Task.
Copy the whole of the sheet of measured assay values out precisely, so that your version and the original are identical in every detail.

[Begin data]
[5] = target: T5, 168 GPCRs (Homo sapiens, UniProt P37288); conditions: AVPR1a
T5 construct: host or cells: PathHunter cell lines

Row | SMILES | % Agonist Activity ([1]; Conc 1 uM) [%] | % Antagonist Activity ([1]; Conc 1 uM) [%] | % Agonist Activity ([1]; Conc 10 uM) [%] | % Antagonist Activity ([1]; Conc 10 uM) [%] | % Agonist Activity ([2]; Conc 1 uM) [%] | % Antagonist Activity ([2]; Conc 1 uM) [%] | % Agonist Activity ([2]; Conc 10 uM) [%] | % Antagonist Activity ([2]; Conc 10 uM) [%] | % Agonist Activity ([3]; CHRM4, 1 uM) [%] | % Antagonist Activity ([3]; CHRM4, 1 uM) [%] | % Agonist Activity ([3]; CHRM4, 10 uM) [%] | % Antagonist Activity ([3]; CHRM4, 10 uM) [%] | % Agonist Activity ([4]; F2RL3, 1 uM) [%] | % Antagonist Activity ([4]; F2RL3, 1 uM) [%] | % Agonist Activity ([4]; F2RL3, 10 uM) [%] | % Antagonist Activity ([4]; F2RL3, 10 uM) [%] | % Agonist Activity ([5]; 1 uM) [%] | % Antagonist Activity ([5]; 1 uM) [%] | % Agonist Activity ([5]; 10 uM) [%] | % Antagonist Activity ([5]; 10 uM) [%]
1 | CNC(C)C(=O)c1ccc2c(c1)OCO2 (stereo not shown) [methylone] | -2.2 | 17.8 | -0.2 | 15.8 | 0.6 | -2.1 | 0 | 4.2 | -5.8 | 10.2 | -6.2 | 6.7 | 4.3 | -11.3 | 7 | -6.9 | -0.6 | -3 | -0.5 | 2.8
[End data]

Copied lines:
[5] = target: T5, 168 GPCRs (Homo sapiens, UniProt P37288); conditions: AVPR1a
T5 construct: host or cells: PathHunter cell lines

Row | SMILES | % Agonist Activity ([1]; Conc 1 uM) [%] | % Antagonist Activity ([1]; Conc 1 uM) [%] | % Agonist Activity ([1]; Conc 10 uM) [%] | % Antagonist Activity ([1]; Conc 10 uM) [%] | % Agonist Activity ([2]; Conc 1 uM) [%] | % Antagonist Activity ([2]; Conc 1 uM) [%] | % Agonist Activity ([2]; Conc 10 uM) [%] | % Antagonist Activity ([2]; Conc 10 uM) [%] | % Agonist Activity ([3]; CHRM4, 1 uM) [%] | % Antagonist Activity ([3]; CHRM4, 1 uM) [%] | % Agonist Activity ([3]; CHRM4, 10 uM) [%] | % Antagonist Activity ([3]; CHRM4, 10 uM) [%] | % Agonist Activity ([4]; F2RL3, 1 uM) [%] | % Antagonist Activity ([4]; F2RL3, 1 uM) [%] | % Agonist Activity ([4]; F2RL3, 10 uM) [%] | % Antagonist Activity ([4]; F2RL3, 10 uM) [%] | % Agonist Activity ([5]; 1 uM) [%] | % Antagonist Activity ([5]; 1 uM) [%] | % Agonist Activity ([5]; 10 uM) [%] | % Antagonist Activity ([5]; 10 uM) [%]
1 | CNC(C)C(=O)c1ccc2c(c1)OCO2 (stereo not shown) [methylone] | -2.2 | 17.8 | -0.2 | 15.8 | 0.6 | -2.1 | 0 | 4.2 | -5.8 | 10.2 | -6.2 | 6.7 | 4.3 | -11.3 | 7 | -6.9 | -0.6 | -3 | -0.5 | 2.8